Availability of data and materials

The dataset mentioned in this manuscript can be found on the website http://majorincidentreporting.net.

Authors’ contributions

SH and SF conceived of and wrote the manuscript. Both authors read and approved the final manuscript.

Competing interests

The authors declare that they have no competing interests.

Consent for publication

Not applicable.

Ethics approval and consent to participate

Not applicable.

Open AccessThis article is distributed under the terms of the Creative Commons Attribution 4.0 International License (http://creativecommons.org/licenses/by/4.0/), which permits unrestricted use, distribution, and reproduction in any medium, provided you give appropriate credit to the original author(s) and the source, provide a link to the Creative Commons license, and indicate if changes were made. The Creative Commons Public Domain Dedication waiver (http://creativecommons.org/publicdomain/zero/1.0/) applies to the data made available in this article, unless otherwise stated.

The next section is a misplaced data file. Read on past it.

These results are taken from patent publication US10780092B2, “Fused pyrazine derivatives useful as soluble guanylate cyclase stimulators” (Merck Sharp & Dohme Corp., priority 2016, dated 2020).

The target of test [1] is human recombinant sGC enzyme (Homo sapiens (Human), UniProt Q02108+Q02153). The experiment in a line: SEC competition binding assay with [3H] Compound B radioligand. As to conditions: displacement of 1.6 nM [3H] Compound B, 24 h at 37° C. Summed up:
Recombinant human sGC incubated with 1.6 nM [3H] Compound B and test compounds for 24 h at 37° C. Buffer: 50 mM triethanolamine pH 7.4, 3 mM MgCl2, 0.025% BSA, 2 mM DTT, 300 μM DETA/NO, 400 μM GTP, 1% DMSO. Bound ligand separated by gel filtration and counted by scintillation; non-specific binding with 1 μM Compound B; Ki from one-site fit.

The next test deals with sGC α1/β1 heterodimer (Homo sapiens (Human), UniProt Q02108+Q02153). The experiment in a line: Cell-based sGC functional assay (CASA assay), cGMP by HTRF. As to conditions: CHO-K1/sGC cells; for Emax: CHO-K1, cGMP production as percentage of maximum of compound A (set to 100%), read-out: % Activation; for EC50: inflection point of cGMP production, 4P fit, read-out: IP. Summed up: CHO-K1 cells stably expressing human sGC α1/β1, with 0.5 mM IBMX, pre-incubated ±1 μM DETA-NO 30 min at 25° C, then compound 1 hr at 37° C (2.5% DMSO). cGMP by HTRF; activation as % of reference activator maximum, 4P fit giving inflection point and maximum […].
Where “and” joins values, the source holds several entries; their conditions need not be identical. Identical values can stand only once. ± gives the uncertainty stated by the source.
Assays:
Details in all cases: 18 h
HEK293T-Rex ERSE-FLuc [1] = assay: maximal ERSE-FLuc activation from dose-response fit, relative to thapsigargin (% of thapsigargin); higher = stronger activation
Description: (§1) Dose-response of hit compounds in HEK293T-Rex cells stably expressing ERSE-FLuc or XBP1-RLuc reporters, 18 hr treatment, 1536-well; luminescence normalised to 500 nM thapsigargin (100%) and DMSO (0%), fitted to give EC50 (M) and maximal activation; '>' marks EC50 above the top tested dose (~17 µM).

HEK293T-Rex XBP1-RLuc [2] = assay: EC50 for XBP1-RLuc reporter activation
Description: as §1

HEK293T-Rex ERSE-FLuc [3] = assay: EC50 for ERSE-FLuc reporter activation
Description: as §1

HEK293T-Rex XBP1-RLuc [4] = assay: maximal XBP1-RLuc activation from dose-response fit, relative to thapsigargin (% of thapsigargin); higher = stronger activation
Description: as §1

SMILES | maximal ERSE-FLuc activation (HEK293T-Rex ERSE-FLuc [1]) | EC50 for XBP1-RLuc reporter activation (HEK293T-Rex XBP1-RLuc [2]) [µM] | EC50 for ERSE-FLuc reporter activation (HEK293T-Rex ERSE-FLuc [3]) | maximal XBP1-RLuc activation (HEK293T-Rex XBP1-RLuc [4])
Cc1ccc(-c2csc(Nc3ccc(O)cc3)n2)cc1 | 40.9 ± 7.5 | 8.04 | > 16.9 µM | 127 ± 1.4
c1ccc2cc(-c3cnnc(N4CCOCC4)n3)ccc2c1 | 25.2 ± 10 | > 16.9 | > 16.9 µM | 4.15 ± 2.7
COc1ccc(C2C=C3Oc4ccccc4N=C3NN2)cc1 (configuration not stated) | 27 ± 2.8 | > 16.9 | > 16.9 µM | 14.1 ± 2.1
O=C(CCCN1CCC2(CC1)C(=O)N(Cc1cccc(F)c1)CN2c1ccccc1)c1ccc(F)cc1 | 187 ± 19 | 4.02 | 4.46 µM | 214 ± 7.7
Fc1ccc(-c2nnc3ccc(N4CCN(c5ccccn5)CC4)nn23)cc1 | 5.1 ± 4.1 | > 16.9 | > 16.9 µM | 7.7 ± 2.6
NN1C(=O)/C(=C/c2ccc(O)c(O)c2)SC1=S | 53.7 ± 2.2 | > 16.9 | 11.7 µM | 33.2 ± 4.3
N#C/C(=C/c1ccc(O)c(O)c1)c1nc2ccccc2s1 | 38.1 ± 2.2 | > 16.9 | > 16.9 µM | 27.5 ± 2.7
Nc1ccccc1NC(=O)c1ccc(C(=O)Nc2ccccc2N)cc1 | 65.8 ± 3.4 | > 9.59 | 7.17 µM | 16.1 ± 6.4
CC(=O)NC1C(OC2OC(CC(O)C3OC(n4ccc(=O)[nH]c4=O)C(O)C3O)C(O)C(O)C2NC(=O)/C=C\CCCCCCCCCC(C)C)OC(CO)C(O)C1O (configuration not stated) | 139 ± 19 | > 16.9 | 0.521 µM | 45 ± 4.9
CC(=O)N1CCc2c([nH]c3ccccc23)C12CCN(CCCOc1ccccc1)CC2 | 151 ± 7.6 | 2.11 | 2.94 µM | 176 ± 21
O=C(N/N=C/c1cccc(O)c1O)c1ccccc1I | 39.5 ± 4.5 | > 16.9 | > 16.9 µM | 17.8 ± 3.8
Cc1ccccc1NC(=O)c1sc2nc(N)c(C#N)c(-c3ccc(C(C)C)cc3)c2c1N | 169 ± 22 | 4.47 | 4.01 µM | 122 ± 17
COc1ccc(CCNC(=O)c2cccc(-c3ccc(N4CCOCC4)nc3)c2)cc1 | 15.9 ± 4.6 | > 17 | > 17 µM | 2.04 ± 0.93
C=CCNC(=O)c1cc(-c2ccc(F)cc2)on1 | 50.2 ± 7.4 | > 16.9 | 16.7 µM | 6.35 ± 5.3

Authors’ Affiliations

(1)
Emergency Medicine Department, Royal Surrey County Hospital
(2)
The Norwegian Air Ambulance Foundation
(3)
Anaesthesia and Critical Care Research Group, Faculty of Health Sciences, University of Tromsø

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Copyright

© The Author(s). 2017